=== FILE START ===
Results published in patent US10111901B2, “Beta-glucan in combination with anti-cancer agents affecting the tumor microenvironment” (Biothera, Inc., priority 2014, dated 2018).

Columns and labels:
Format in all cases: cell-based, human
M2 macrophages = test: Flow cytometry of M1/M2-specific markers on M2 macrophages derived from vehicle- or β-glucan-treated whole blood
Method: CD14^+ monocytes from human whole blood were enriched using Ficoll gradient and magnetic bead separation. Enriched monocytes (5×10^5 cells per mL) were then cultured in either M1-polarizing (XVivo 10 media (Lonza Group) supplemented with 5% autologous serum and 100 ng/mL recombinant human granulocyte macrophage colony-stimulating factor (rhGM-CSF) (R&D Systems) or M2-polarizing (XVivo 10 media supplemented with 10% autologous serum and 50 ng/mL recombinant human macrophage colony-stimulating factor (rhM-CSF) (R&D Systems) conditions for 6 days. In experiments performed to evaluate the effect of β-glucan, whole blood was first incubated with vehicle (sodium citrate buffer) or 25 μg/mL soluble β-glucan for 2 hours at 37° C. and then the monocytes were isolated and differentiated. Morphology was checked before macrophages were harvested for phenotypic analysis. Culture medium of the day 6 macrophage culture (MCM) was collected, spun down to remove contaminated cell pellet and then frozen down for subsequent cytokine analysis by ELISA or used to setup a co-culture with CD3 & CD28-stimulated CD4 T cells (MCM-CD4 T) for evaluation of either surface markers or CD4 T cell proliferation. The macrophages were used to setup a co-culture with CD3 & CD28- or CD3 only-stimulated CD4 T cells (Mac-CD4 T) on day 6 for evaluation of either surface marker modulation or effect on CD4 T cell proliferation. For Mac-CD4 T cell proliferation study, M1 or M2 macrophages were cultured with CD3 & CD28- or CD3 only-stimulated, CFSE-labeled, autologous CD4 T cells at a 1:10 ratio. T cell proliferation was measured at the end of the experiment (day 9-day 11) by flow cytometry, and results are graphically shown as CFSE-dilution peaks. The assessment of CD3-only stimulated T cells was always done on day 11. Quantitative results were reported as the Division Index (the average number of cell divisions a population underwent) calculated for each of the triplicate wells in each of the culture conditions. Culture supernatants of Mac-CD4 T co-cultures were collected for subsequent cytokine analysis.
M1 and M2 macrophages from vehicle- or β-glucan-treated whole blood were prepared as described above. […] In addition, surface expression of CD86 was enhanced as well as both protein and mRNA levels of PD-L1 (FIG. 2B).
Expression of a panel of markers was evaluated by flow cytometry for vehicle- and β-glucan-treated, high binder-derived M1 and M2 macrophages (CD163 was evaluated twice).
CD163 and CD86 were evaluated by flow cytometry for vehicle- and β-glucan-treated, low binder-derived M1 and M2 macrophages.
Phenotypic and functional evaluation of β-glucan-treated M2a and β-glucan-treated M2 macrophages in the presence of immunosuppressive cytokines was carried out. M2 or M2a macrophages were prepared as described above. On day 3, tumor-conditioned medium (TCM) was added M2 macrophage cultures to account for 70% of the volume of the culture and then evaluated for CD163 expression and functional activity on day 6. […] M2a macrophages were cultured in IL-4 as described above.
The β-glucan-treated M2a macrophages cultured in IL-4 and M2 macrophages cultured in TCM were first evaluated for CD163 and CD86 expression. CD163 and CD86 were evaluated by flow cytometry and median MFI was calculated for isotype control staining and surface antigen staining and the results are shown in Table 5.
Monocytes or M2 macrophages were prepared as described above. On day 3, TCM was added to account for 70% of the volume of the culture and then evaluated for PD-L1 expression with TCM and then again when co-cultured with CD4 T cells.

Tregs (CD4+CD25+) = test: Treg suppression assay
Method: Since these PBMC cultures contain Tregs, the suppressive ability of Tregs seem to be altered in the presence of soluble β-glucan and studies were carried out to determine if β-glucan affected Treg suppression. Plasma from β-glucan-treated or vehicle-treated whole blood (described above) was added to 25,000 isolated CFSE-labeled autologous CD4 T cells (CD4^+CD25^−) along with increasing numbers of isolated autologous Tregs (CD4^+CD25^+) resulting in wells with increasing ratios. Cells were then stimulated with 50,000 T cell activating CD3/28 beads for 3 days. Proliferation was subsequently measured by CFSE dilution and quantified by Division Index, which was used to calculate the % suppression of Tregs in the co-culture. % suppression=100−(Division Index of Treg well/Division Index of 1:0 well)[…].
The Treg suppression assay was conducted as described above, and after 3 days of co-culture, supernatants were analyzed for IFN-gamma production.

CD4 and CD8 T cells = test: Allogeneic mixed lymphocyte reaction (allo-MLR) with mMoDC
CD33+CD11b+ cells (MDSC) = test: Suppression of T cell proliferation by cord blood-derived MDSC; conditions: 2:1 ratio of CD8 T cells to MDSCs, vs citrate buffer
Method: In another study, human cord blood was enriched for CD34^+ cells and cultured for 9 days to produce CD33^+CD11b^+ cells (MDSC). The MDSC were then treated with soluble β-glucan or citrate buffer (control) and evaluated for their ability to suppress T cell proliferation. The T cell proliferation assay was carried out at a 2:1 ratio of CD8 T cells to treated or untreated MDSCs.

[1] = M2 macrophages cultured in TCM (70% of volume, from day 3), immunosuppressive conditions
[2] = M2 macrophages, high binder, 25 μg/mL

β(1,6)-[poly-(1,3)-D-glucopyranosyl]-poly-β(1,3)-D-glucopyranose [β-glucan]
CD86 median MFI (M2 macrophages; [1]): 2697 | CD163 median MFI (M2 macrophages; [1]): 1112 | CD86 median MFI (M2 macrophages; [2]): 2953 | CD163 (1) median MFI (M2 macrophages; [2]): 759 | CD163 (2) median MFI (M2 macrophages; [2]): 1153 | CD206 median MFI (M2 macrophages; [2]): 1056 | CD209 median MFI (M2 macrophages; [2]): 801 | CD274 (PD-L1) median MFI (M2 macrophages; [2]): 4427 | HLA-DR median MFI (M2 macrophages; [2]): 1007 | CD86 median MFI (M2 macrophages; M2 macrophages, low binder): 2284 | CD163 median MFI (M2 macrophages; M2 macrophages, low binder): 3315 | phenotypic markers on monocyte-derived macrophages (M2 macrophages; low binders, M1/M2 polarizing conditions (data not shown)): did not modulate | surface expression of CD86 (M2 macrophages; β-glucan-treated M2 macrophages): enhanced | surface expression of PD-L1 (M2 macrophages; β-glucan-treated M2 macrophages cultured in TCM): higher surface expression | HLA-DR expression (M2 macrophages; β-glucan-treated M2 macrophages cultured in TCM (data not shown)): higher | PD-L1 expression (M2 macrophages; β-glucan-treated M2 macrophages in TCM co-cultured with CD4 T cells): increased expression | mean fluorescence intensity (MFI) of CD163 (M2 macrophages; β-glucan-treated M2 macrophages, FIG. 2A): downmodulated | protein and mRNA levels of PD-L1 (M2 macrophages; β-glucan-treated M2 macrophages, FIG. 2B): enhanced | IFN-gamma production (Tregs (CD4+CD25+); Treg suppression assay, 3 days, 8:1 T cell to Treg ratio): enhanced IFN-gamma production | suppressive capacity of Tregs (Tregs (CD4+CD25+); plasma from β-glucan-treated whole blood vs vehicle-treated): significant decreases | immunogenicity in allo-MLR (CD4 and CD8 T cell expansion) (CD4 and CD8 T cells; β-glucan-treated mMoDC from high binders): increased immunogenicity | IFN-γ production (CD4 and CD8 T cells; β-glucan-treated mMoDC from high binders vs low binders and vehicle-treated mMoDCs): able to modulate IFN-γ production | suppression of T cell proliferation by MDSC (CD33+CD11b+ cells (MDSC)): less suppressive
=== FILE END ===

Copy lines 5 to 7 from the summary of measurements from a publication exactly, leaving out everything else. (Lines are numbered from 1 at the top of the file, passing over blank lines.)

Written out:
Method: CD14^+ monocytes from human whole blood were enriched using Ficoll gradient and magnetic bead separation. Enriched monocytes (5×10^5 cells per mL) were then cultured in either M1-polarizing (XVivo 10 media (Lonza Group) supplemented with 5% autologous serum and 100 ng/mL recombinant human granulocyte macrophage colony-stimulating factor (rhGM-CSF) (R&D Systems) or M2-polarizing (XVivo 10 media supplemented with 10% autologous serum and 50 ng/mL recombinant human macrophage colony-stimulating factor (rhM-CSF) (R&D Systems) conditions for 6 days. In experiments performed to evaluate the effect of β-glucan, whole blood was first incubated with vehicle (sodium citrate buffer) or 25 μg/mL soluble β-glucan for 2 hours at 37° C. and then the monocytes were isolated and differentiated. Morphology was checked before macrophages were harvested for phenotypic analysis. Culture medium of the day 6 macrophage culture (MCM) was collected, spun down to remove contaminated cell pellet and then frozen down for subsequent cytokine analysis by ELISA or used to setup a co-culture with CD3 & CD28-stimulated CD4 T cells (MCM-CD4 T) for evaluation of either surface markers or CD4 T cell proliferation. The macrophages were used to setup a co-culture with CD3 & CD28- or CD3 only-stimulated CD4 T cells (Mac-CD4 T) on day 6 for evaluation of either surface marker modulation or effect on CD4 T cell proliferation. For Mac-CD4 T cell proliferation study, M1 or M2 macrophages were cultured with CD3 & CD28- or CD3 only-stimulated, CFSE-labeled, autologous CD4 T cells at a 1:10 ratio. T cell proliferation was measured at the end of the experiment (day 9-day 11) by flow cytometry, and results are graphically shown as CFSE-dilution peaks. The assessment of CD3-only stimulated T cells was always done on day 11. Quantitative results were reported as the Division Index (the average number of cell divisions a population underwent) calculated for each of the triplicate wells in each of the culture conditions. Culture supernatants of Mac-CD4 T co-cultures were collected for subsequent cytokine analysis.
M1 and M2 macrophages from vehicle- or β-glucan-treated whole blood were prepared as described above. […] In addition, surface expression of CD86 was enhanced as well as both protein and mRNA levels of PD-L1 (FIG. 2B).
Expression of a panel of markers was evaluated by flow cytometry for vehicle- and β-glucan-treated, high binder-derived M1 and M2 macrophages (CD163 was evaluated twice).